100% Whole Wheat Anadama Bread

Diving into the sphere of homemade yeasted bread-making took me a while to pursue; I’ve taken a few tentative steps over the years, but now I’m determined to take the plunge.

Those who know me are aware of my love affair with bread, but I’ve noticed that even some of my favorite “healthy” brands have unnecessary ingredients in them; thus my interest in baking my own bread with nothing but yeast, whole grains, unrefined sweeter, a bit of unsaturated fat, and a touch of salt. No refined sugar. No refined flour. No preservatives or hydrogenated oils. No soy products.

One of my go-to homemade bread recipes is a partial whole wheat version of Jim Lahey’s No Knead Bread, made famous by Mark Bittman’s column in the NY Times. Although this bread is delicious, I wanted to push myself with the challenge of mastering a few recipes for 100% whole wheat yeasted bread.

Although I won’t claim to have mastered this recipe, (it didn’t rise as much as I’d hoped), my version of Anadama bread fulfills my previously mentioned requirements for a homemade loaf.

The flavor, which is slightly sweet and rich, perfectly fits the bill; the texture, which exceeded my expectations, is hearty, moist, and dense with a touch of crunch from the cornmeal. The bread slices beautifully, rendering it ideal for sandwiches, french toast, and panini. The molasses imparts a dark amber color as well as a robust sweetness that pairs well with both savory sandwich fillings and sweet spreads.

I admit that I initially harbored reservations about sharing this post due to the disappointing short stature of the bread, (and therefore rather lackluster photos); but after tasting the bread, I concluded that looks can be deceiving, as the flavor and texture were spot-on.

100% Whole Wheat Anadama Bread

yield: 1 loaf, about 14-18 slices

adapted from this recipe

Ingredients:

  • 1/2 cup water
  • 1/4 cup cornmeal
  • 2 Tbsp canola oil
  • 1/2 cup unsulphured molasses
  • 1 (0.25 oz) package active dry yeast
  • 1/2 cup warm water (110°F)
  • 2 cups whole wheat flour
  • 1 cup white whole wheat flour
  • 1 tsp salt
  • canola oil cooking spray

NOTE: Bread made with whole wheat flour needs a little more love (in the form of kneading) and time (in the form of rising) than bread made with white flour.

Directions:

  1. In a small saucepan set over medium-low heat, combine 1/2 cup water and cornmeal; whisk continuously until it starts to thicken, about 30-60 seconds. Reduce heat to low and whisk in canola oil and molasses. Set aside to cool.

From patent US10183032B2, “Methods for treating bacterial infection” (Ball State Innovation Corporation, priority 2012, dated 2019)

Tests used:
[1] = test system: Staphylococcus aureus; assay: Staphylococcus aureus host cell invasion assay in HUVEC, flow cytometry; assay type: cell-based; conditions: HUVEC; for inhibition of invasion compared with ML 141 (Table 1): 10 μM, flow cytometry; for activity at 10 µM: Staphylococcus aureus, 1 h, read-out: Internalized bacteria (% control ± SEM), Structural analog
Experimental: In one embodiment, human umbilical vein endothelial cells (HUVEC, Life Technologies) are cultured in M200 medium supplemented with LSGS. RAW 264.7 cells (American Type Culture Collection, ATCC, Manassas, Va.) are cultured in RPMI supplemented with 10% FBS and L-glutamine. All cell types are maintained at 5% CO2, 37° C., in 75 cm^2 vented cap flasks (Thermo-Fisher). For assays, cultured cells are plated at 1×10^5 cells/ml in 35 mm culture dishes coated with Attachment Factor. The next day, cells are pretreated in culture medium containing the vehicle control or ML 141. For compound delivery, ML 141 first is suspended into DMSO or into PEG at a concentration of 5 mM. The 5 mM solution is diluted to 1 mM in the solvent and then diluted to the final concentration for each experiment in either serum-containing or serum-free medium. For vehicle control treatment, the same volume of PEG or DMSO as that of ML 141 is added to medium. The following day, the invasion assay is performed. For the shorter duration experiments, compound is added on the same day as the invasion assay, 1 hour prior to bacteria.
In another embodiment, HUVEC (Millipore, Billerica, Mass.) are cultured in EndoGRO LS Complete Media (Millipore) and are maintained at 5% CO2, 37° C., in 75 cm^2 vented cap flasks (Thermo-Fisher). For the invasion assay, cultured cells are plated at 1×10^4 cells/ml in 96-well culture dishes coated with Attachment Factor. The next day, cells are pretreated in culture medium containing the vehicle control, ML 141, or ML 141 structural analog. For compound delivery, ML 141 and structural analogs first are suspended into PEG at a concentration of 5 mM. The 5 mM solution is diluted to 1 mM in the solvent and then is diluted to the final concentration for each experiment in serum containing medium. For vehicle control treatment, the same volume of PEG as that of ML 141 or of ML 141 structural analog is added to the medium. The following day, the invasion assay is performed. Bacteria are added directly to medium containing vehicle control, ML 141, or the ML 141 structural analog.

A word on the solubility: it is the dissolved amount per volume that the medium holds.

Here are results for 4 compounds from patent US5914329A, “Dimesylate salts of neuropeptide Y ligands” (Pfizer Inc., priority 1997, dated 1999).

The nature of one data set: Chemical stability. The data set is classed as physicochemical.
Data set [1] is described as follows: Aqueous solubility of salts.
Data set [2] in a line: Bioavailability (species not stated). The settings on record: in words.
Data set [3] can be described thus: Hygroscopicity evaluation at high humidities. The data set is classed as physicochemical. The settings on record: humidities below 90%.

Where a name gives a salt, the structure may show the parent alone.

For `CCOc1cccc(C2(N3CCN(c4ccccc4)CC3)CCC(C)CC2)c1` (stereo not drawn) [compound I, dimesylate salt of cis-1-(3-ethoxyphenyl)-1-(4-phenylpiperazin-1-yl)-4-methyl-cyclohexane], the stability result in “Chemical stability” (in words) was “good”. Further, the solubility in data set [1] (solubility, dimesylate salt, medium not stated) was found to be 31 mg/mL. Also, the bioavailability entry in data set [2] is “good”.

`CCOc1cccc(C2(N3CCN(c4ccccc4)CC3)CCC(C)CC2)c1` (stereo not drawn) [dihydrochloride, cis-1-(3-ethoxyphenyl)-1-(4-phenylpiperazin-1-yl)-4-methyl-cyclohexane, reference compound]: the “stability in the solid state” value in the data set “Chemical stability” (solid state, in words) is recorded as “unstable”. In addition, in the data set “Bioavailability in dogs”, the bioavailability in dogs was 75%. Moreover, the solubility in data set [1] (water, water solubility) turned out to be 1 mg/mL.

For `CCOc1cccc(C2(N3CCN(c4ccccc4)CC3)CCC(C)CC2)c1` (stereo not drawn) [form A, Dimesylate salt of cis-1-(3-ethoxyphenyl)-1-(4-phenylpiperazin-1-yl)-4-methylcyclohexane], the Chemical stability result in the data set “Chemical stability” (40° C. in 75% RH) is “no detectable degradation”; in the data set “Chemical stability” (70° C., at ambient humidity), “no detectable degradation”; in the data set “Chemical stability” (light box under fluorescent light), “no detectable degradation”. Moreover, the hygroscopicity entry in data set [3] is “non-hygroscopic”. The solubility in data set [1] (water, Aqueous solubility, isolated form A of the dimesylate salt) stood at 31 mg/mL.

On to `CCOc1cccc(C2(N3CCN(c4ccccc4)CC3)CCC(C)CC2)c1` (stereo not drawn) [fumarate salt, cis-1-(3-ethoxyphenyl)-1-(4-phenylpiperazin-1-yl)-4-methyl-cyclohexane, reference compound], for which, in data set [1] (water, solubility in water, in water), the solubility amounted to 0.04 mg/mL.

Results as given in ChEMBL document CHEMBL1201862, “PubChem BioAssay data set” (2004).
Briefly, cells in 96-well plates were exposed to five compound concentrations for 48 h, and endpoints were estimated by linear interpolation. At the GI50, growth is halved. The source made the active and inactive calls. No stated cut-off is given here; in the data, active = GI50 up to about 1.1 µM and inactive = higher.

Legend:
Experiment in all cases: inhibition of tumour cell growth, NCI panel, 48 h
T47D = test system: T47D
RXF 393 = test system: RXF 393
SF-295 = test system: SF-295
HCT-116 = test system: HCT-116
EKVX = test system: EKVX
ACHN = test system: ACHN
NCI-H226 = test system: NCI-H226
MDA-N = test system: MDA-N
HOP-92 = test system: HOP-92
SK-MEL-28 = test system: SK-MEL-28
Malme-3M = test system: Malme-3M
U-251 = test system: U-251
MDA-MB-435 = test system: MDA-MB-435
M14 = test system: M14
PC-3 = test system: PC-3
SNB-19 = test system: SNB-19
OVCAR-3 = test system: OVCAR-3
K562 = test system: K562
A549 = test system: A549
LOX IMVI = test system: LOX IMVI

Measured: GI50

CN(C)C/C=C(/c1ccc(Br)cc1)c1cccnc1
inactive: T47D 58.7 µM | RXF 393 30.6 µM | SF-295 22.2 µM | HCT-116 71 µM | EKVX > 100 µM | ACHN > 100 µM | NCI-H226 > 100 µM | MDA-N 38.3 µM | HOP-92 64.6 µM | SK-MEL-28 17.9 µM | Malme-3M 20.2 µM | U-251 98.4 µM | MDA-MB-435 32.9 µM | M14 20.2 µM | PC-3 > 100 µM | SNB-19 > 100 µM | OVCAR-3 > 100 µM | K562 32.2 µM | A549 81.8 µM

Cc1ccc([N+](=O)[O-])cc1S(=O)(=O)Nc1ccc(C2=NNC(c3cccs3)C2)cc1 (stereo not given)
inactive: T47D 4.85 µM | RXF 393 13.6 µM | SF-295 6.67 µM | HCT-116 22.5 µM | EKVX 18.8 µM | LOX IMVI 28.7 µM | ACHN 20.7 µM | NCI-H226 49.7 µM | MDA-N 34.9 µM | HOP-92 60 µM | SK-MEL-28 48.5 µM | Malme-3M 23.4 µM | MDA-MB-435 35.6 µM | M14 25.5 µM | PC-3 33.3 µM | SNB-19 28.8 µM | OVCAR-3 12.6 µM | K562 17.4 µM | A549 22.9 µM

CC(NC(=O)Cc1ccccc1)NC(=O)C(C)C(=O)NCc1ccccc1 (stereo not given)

2. In a small bowl, scatter yeast over 1/2 cup warm (110°F) water. Let sit until foamy; about 10 minutes.
  3. In the bowl of a stand mixer, (or a large mixing bowl), combine the cooled cornmeal mixture with the yeast mixture; stir until well blended. Add the whole wheat flour and the salt; mix well with paddle attachment (or a wooden spoon if using a mixing bowl). Add the white whole wheat flour, 1/2 cup at a time, stirring well after each addition. Once the dough has pulled together, switch to the dough hook attachment and knead on low speed until smooth and elastic, about 15 minutes. Alternatively, you can turn the dough out onto a lightly floured surface and knead it with your hands.
  4. Preheat oven to 375°F.
  5. Lightly coat a large bowl (I use the bowl of my stand mixer) with cooking spray, place the dough in the bowl and turn to coat. Cover and put in a warm place to rise until doubled in volume, about 1 to 1 1/2 hours (I like to place the bread on top of the heating oven).
  6. Place dough on a clean work surface and roll out into a rectangle (about 12 x 7 inches). Starting with a short end, fold the dough into thirds. Pinch seams closed. Place the loaf in a lightly greased 9 x 5 inch loaf pan. Cover and let rise until doubled in volume, about 1 to 1 1/2 hours.
  7. Bake for about 28-30 minutes or until the top is golden brown and the bottom of the loaf sounds hollow when tapped.
  8. Turn loaf out onto a wire rack and let cool before slicing and serving.
  9. Store bread in the refrigerator, wrapped tightly in plastic wrap and sealed in a zip-top plastic bag.

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